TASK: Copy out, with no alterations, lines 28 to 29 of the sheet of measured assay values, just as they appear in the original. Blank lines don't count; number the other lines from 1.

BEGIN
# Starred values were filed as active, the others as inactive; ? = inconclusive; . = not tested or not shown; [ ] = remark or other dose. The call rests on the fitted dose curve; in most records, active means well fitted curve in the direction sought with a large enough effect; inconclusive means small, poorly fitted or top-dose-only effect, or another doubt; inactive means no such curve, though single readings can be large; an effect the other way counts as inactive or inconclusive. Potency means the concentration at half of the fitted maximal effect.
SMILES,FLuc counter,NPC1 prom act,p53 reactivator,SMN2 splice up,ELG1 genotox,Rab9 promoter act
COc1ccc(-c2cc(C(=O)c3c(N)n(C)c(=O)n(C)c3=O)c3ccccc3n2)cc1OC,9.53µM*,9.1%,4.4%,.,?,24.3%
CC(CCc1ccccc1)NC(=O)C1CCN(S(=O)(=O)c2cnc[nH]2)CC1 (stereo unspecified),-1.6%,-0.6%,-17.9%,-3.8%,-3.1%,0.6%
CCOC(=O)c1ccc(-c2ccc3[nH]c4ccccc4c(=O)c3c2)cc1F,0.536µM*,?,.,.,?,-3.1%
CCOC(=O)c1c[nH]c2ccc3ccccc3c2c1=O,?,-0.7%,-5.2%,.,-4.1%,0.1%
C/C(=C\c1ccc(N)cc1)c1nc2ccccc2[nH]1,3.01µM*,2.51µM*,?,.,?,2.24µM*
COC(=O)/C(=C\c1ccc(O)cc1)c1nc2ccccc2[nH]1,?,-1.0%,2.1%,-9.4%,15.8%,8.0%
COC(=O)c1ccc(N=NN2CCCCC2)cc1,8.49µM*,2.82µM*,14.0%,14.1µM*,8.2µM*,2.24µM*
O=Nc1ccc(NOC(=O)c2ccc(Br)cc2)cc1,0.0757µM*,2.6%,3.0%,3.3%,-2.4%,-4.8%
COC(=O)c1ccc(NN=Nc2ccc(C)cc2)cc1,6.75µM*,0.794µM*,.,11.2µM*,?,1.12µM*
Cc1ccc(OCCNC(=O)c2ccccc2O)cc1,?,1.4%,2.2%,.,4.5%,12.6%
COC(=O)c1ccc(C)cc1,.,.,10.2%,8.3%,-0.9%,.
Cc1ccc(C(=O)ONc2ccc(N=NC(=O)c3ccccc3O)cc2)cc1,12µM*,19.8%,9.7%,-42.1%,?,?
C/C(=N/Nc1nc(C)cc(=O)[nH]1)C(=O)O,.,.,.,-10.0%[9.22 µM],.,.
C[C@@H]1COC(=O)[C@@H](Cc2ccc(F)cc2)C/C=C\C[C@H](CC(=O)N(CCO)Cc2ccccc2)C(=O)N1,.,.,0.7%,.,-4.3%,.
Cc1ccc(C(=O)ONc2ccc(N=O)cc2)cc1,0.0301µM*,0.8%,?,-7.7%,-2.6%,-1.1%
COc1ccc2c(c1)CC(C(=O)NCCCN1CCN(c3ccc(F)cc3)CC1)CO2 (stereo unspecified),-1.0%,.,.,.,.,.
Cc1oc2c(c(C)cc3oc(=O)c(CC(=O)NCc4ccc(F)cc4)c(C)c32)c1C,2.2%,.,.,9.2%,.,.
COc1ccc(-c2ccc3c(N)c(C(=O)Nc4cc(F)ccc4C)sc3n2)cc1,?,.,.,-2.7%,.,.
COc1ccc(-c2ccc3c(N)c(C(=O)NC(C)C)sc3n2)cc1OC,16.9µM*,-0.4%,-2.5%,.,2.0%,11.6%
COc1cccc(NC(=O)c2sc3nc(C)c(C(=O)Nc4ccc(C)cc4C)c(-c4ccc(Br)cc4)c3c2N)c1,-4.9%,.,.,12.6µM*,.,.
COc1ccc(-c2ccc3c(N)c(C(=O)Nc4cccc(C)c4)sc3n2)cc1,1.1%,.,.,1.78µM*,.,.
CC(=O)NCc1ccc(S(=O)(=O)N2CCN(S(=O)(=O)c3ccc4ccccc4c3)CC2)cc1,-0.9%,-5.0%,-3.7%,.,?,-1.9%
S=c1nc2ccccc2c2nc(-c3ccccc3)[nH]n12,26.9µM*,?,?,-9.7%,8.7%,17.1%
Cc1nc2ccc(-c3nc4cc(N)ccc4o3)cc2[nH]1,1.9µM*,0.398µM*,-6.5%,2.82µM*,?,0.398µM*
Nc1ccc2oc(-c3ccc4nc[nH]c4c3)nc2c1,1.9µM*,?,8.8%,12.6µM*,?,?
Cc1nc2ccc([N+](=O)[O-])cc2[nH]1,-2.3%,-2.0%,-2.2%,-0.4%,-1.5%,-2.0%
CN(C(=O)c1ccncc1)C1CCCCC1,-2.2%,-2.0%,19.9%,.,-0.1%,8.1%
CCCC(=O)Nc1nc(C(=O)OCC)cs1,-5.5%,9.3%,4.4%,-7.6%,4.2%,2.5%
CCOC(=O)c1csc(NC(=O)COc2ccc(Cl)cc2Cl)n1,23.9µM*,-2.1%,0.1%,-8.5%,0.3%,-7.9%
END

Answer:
Cc1nc2ccc([N+](=O)[O-])cc2[nH]1,-2.3%,-2.0%,-2.2%,-0.4%,-1.5%,-2.0%
CN(C(=O)c1ccncc1)C1CCCCC1,-2.2%,-2.0%,19.9%,.,-0.1%,8.1%